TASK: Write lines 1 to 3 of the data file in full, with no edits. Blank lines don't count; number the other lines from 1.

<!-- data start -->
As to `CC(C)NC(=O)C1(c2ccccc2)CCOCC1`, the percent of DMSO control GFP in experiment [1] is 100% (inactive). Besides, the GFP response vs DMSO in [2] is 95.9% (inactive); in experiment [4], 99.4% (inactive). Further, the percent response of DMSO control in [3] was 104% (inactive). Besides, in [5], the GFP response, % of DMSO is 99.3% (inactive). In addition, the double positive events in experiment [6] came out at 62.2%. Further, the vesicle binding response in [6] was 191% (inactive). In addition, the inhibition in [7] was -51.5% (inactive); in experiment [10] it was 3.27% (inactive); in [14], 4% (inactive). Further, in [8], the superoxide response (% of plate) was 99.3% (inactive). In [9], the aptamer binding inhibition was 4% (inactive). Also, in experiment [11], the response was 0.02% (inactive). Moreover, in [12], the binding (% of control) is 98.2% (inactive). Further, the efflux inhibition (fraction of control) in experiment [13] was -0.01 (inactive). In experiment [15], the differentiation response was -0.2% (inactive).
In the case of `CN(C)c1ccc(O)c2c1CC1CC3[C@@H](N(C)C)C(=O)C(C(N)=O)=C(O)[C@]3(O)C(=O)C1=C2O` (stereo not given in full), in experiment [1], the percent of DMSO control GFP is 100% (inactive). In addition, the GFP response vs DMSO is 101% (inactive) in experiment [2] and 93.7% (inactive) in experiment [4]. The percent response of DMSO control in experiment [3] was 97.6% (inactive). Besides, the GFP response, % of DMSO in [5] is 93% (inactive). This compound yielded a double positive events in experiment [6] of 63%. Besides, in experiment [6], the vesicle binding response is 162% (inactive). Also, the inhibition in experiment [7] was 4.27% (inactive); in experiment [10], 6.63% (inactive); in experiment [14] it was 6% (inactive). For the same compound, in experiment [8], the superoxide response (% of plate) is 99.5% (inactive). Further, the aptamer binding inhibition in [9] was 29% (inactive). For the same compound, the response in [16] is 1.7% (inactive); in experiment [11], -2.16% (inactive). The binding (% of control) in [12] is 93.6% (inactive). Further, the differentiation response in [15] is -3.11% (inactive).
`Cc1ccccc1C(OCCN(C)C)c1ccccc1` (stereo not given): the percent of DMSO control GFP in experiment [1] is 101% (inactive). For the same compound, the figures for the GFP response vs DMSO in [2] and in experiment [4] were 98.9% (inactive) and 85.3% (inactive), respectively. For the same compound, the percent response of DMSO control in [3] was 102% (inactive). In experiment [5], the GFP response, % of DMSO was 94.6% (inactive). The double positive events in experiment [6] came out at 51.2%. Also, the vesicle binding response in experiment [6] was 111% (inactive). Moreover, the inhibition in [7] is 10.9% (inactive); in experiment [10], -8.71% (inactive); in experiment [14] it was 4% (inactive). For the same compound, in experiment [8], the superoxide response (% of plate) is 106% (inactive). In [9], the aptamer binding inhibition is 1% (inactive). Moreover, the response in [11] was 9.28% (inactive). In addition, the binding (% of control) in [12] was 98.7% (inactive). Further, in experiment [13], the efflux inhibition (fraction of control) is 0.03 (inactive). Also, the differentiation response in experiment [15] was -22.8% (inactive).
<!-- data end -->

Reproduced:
As to `CC(C)NC(=O)C1(c2ccccc2)CCOCC1`, the percent of DMSO control GFP in experiment [1] is 100% (inactive). Besides, the GFP response vs DMSO in [2] is 95.9% (inactive); in experiment [4], 99.4% (inactive). Further, the percent response of DMSO control in [3] was 104% (inactive). Besides, in [5], the GFP response, % of DMSO is 99.3% (inactive). In addition, the double positive events in experiment [6] came out at 62.2%. Further, the vesicle binding response in [6] was 191% (inactive). In addition, the inhibition in [7] was -51.5% (inactive); in experiment [10] it was 3.27% (inactive); in [14], 4% (inactive). Further, in [8], the superoxide response (% of plate) was 99.3% (inactive). In [9], the aptamer binding inhibition was 4% (inactive). Also, in experiment [11], the response was 0.02% (inactive). Moreover, in [12], the binding (% of control) is 98.2% (inactive). Further, the efflux inhibition (fraction of control) in experiment [13] was -0.01 (inactive). In experiment [15], the differentiation response was -0.2% (inactive).
In the case of `CN(C)c1ccc(O)c2c1CC1CC3[C@@H](N(C)C)C(=O)C(C(N)=O)=C(O)[C@]3(O)C(=O)C1=C2O` (stereo not given in full), in experiment [1], the percent of DMSO control GFP is 100% (inactive). In addition, the GFP response vs DMSO is 101% (inactive) in experiment [2] and 93.7% (inactive) in experiment [4]. The percent response of DMSO control in experiment [3] was 97.6% (inactive). Besides, the GFP response, % of DMSO in [5] is 93% (inactive). This compound yielded a double positive events in experiment [6] of 63%. Besides, in experiment [6], the vesicle binding response is 162% (inactive). Also, the inhibition in experiment [7] was 4.27% (inactive); in experiment [10], 6.63% (inactive); in experiment [14] it was 6% (inactive). For the same compound, in experiment [8], the superoxide response (% of plate) is 99.5% (inactive). Further, the aptamer binding inhibition in [9] was 29% (inactive). For the same compound, the response in [16] is 1.7% (inactive); in experiment [11], -2.16% (inactive). The binding (% of control) in [12] is 93.6% (inactive). Further, the differentiation response in [15] is -3.11% (inactive).
`Cc1ccccc1C(OCCN(C)C)c1ccccc1` (stereo not given): the percent of DMSO control GFP in experiment [1] is 101% (inactive). For the same compound, the figures for the GFP response vs DMSO in [2] and in experiment [4] were 98.9% (inactive) and 85.3% (inactive), respectively. For the same compound, the percent response of DMSO control in [3] was 102% (inactive). In experiment [5], the GFP response, % of DMSO was 94.6% (inactive). The double positive events in experiment [6] came out at 51.2%. Also, the vesicle binding response in experiment [6] was 111% (inactive). Moreover, the inhibition in [7] is 10.9% (inactive); in experiment [10], -8.71% (inactive); in experiment [14] it was 4% (inactive). For the same compound, in experiment [8], the superoxide response (% of plate) is 106% (inactive). In [9], the aptamer binding inhibition is 1% (inactive). Moreover, the response in [11] was 9.28% (inactive). In addition, the binding (% of control) in [12] was 98.7% (inactive). Further, in experiment [13], the efflux inhibition (fraction of control) is 0.03 (inactive). Also, the differentiation response in experiment [15] was -22.8% (inactive).